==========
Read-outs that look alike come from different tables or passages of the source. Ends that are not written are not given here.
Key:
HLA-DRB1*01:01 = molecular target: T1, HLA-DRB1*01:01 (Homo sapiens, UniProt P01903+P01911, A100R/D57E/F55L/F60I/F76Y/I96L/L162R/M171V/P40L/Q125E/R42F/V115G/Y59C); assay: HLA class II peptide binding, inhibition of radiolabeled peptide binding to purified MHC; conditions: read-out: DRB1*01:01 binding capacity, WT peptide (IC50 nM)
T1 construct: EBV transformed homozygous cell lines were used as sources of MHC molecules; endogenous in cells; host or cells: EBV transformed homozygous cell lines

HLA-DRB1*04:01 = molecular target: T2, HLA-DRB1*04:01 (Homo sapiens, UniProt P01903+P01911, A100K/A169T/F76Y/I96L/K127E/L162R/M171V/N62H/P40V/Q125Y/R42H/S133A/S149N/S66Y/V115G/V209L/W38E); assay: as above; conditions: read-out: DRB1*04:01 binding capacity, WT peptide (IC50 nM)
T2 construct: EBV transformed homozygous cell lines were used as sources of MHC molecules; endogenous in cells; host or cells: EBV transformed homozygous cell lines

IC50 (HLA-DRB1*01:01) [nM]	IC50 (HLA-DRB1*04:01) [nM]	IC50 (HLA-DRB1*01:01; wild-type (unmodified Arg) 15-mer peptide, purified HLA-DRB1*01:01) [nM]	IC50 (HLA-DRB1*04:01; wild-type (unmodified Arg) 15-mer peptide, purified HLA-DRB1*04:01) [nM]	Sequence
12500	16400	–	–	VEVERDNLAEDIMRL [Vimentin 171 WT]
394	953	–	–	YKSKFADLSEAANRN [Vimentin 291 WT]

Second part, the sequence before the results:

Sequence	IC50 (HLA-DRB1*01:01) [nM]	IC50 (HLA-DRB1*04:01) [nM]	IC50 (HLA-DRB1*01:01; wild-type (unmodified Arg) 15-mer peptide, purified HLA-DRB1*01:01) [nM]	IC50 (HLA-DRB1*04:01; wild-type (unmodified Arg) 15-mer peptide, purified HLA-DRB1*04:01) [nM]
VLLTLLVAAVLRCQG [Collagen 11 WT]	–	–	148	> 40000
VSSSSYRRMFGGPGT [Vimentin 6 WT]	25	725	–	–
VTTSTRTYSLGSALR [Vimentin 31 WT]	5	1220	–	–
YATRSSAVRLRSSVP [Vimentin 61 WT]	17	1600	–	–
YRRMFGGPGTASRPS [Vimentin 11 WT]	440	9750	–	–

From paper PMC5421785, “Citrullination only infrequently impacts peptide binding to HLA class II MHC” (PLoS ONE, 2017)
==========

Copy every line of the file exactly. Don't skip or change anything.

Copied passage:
Read-outs that look alike come from different tables or passages of the source. Ends that are not written are not given here.
Key:
HLA-DRB1*01:01 = molecular target: T1, HLA-DRB1*01:01 (Homo sapiens, UniProt P01903+P01911, A100R/D57E/F55L/F60I/F76Y/I96L/L162R/M171V/P40L/Q125E/R42F/V115G/Y59C); assay: HLA class II peptide binding, inhibition of radiolabeled peptide binding to purified MHC; conditions: read-out: DRB1*01:01 binding capacity, WT peptide (IC50 nM)
T1 construct: EBV transformed homozygous cell lines were used as sources of MHC molecules; endogenous in cells; host or cells: EBV transformed homozygous cell lines

HLA-DRB1*04:01 = molecular target: T2, HLA-DRB1*04:01 (Homo sapiens, UniProt P01903+P01911, A100K/A169T/F76Y/I96L/K127E/L162R/M171V/N62H/P40V/Q125Y/R42H/S133A/S149N/S66Y/V115G/V209L/W38E); assay: as above; conditions: read-out: DRB1*04:01 binding capacity, WT peptide (IC50 nM)
T2 construct: EBV transformed homozygous cell lines were used as sources of MHC molecules; endogenous in cells; host or cells: EBV transformed homozygous cell lines

IC50 (HLA-DRB1*01:01) [nM]	IC50 (HLA-DRB1*04:01) [nM]	IC50 (HLA-DRB1*01:01; wild-type (unmodified Arg) 15-mer peptide, purified HLA-DRB1*01:01) [nM]	IC50 (HLA-DRB1*04:01; wild-type (unmodified Arg) 15-mer peptide, purified HLA-DRB1*04:01) [nM]	Sequence
12500	16400	–	–	VEVERDNLAEDIMRL [Vimentin 171 WT]
394	953	–	–	YKSKFADLSEAANRN [Vimentin 291 WT]

Second part, the sequence before the results:

Sequence	IC50 (HLA-DRB1*01:01) [nM]	IC50 (HLA-DRB1*04:01) [nM]	IC50 (HLA-DRB1*01:01; wild-type (unmodified Arg) 15-mer peptide, purified HLA-DRB1*01:01) [nM]	IC50 (HLA-DRB1*04:01; wild-type (unmodified Arg) 15-mer peptide, purified HLA-DRB1*04:01) [nM]
VLLTLLVAAVLRCQG [Collagen 11 WT]	–	–	148	> 40000
VSSSSYRRMFGGPGT [Vimentin 6 WT]	25	725	–	–
VTTSTRTYSLGSALR [Vimentin 31 WT]	5	1220	–	–
YATRSSAVRLRSSVP [Vimentin 61 WT]	17	1600	–	–
YRRMFGGPGTASRPS [Vimentin 11 WT]	440	9750	–	–

From paper PMC5421785, “Citrullination only infrequently impacts peptide binding to HLA class II MHC” (PLoS ONE, 2017)